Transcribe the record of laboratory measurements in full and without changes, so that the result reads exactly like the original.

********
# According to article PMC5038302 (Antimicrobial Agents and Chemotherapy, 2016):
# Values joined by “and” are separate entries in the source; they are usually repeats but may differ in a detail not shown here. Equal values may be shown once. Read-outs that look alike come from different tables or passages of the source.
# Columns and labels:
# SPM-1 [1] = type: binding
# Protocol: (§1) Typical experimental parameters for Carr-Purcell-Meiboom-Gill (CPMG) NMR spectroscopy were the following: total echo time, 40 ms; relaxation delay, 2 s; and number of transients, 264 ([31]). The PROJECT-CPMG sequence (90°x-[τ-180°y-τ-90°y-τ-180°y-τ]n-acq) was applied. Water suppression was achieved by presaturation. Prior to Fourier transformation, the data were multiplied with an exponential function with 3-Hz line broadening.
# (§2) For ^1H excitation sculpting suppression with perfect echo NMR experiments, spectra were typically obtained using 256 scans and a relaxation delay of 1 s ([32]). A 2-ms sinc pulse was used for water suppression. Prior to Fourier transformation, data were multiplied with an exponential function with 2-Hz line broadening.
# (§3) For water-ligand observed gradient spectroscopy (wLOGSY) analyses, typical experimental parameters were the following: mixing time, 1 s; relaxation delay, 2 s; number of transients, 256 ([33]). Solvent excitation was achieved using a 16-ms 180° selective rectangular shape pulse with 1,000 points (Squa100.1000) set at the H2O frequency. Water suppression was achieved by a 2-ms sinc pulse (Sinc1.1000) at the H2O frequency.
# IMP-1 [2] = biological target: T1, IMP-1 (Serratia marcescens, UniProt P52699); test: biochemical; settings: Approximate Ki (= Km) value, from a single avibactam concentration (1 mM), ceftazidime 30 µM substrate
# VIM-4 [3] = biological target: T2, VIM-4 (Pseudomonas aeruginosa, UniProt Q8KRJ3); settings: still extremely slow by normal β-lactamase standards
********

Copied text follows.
# According to article PMC5038302 (Antimicrobial Agents and Chemotherapy, 2016):
# Values joined by “and” are separate entries in the source; they are usually repeats but may differ in a detail not shown here. Equal values may be shown once. Read-outs that look alike come from different tables or passages of the source.
# Columns and labels:
# SPM-1 [1] = type: binding
# Protocol: (§1) Typical experimental parameters for Carr-Purcell-Meiboom-Gill (CPMG) NMR spectroscopy were the following: total echo time, 40 ms; relaxation delay, 2 s; and number of transients, 264 ([31]). The PROJECT-CPMG sequence (90°x-[τ-180°y-τ-90°y-τ-180°y-τ]n-acq) was applied. Water suppression was achieved by presaturation. Prior to Fourier transformation, the data were multiplied with an exponential function with 3-Hz line broadening.
# (§2) For ^1H excitation sculpting suppression with perfect echo NMR experiments, spectra were typically obtained using 256 scans and a relaxation delay of 1 s ([32]). A 2-ms sinc pulse was used for water suppression. Prior to Fourier transformation, data were multiplied with an exponential function with 2-Hz line broadening.
# (§3) For water-ligand observed gradient spectroscopy (wLOGSY) analyses, typical experimental parameters were the following: mixing time, 1 s; relaxation delay, 2 s; number of transients, 256 ([33]). Solvent excitation was achieved using a 16-ms 180° selective rectangular shape pulse with 1,000 points (Squa100.1000) set at the H2O frequency. Water suppression was achieved by a 2-ms sinc pulse (Sinc1.1000) at the H2O frequency.
# IMP-1 [2] = biological target: T1, IMP-1 (Serratia marcescens, UniProt P52699); test: biochemical; settings: Approximate Ki (= Km) value, from a single avibactam concentration (1 mM), ceftazidime 30 µM substrate
# VIM-4 [3] = biological target: T2, VIM-4 (Pseudomonas aeruginosa, UniProt Q8KRJ3); settings: still extremely slow by normal β-lactamase standards